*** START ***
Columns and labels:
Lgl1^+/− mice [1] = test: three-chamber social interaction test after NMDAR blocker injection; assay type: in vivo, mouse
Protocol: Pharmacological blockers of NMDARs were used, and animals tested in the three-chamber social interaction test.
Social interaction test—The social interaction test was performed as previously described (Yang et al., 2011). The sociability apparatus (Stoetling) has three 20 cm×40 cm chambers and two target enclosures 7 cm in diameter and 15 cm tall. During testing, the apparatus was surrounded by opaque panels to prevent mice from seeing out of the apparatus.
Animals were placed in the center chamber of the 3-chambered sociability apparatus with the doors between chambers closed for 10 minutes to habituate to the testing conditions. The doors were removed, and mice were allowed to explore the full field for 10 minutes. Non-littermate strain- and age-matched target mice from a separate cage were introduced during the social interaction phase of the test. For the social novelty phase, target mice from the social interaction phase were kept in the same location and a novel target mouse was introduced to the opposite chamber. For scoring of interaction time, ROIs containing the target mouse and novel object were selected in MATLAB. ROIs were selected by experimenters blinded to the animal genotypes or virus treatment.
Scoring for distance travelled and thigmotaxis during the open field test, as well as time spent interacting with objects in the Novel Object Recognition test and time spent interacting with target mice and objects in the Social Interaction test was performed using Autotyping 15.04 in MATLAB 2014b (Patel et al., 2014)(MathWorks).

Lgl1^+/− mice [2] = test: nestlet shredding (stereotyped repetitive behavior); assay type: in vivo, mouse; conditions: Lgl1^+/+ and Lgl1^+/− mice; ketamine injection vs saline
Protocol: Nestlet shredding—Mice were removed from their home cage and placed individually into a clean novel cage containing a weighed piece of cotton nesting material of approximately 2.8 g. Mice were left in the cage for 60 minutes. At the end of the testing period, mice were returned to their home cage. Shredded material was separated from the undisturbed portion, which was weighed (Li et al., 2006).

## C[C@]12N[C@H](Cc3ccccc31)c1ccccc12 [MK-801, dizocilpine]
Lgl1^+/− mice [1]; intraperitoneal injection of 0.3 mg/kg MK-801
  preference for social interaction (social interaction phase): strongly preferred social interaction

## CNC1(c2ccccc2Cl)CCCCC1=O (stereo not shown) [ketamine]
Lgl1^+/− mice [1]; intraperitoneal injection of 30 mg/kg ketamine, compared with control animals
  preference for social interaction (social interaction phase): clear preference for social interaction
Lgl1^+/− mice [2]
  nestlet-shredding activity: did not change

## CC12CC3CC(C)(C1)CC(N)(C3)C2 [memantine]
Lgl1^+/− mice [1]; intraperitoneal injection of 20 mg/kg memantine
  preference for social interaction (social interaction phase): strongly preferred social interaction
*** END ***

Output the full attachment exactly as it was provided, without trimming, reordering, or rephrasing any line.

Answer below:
Columns and labels:
Lgl1^+/− mice [1] = test: three-chamber social interaction test after NMDAR blocker injection; assay type: in vivo, mouse
Protocol: Pharmacological blockers of NMDARs were used, and animals tested in the three-chamber social interaction test.
Social interaction test—The social interaction test was performed as previously described (Yang et al., 2011). The sociability apparatus (Stoetling) has three 20 cm×40 cm chambers and two target enclosures 7 cm in diameter and 15 cm tall. During testing, the apparatus was surrounded by opaque panels to prevent mice from seeing out of the apparatus.
Animals were placed in the center chamber of the 3-chambered sociability apparatus with the doors between chambers closed for 10 minutes to habituate to the testing conditions. The doors were removed, and mice were allowed to explore the full field for 10 minutes. Non-littermate strain- and age-matched target mice from a separate cage were introduced during the social interaction phase of the test. For the social novelty phase, target mice from the social interaction phase were kept in the same location and a novel target mouse was introduced to the opposite chamber. For scoring of interaction time, ROIs containing the target mouse and novel object were selected in MATLAB. ROIs were selected by experimenters blinded to the animal genotypes or virus treatment.
Scoring for distance travelled and thigmotaxis during the open field test, as well as time spent interacting with objects in the Novel Object Recognition test and time spent interacting with target mice and objects in the Social Interaction test was performed using Autotyping 15.04 in MATLAB 2014b (Patel et al., 2014)(MathWorks).

Lgl1^+/− mice [2] = test: nestlet shredding (stereotyped repetitive behavior); assay type: in vivo, mouse; conditions: Lgl1^+/+ and Lgl1^+/− mice; ketamine injection vs saline
Protocol: Nestlet shredding—Mice were removed from their home cage and placed individually into a clean novel cage containing a weighed piece of cotton nesting material of approximately 2.8 g. Mice were left in the cage for 60 minutes. At the end of the testing period, mice were returned to their home cage. Shredded material was separated from the undisturbed portion, which was weighed (Li et al., 2006).

## C[C@]12N[C@H](Cc3ccccc31)c1ccccc12 [MK-801, dizocilpine]
Lgl1^+/− mice [1]; intraperitoneal injection of 0.3 mg/kg MK-801
  preference for social interaction (social interaction phase): strongly preferred social interaction

## CNC1(c2ccccc2Cl)CCCCC1=O (stereo not shown) [ketamine]
Lgl1^+/− mice [1]; intraperitoneal injection of 30 mg/kg ketamine, compared with control animals
  preference for social interaction (social interaction phase): clear preference for social interaction
Lgl1^+/− mice [2]
  nestlet-shredding activity: did not change

## CC12CC3CC(C)(C1)CC(N)(C3)C2 [memantine]
Lgl1^+/− mice [1]; intraperitoneal injection of 20 mg/kg memantine
  preference for social interaction (social interaction phase): strongly preferred social interaction